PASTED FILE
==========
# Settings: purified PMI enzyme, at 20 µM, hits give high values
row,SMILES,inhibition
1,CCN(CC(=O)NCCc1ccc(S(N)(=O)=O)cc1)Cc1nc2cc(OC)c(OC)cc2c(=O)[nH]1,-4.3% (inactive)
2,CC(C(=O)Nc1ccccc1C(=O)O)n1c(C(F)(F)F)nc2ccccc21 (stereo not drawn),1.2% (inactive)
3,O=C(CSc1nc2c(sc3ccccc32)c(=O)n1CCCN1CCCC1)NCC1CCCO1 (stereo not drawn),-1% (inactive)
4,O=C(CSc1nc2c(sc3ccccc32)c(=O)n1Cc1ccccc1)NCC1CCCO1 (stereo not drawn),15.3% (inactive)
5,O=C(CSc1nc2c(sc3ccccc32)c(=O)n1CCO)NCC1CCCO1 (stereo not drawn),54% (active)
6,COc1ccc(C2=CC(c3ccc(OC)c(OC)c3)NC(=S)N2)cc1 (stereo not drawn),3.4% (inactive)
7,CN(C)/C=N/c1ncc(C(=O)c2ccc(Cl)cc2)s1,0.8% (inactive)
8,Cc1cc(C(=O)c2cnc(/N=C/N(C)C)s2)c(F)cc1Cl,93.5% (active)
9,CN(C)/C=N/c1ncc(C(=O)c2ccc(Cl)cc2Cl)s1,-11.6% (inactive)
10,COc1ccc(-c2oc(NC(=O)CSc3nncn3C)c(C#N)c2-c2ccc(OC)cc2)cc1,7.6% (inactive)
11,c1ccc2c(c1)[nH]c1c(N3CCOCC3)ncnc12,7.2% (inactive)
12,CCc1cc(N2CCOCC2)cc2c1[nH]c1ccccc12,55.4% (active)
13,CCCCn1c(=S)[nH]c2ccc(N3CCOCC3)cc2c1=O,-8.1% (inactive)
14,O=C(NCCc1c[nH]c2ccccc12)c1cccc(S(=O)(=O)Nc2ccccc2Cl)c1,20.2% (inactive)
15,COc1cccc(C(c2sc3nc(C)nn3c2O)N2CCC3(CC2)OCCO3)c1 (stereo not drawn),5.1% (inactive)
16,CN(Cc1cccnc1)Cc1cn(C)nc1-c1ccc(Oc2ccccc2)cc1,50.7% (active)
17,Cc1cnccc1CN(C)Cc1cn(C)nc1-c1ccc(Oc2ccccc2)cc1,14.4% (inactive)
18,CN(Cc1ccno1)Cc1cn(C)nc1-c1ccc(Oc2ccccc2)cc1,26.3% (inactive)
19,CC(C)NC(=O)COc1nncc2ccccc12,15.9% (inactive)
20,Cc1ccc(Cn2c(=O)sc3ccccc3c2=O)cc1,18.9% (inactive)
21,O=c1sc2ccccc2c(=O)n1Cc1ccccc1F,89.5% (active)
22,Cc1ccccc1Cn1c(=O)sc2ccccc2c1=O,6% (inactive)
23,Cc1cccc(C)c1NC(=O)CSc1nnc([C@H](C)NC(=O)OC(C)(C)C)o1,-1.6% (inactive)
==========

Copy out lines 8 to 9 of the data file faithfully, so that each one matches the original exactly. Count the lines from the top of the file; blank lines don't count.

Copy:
6,COc1ccc(C2=CC(c3ccc(OC)c(OC)c3)NC(=S)N2)cc1 (stereo not drawn),3.4% (inactive)
7,CN(C)/C=N/c1ncc(C(=O)c2ccc(Cl)cc2)s1,0.8% (inactive)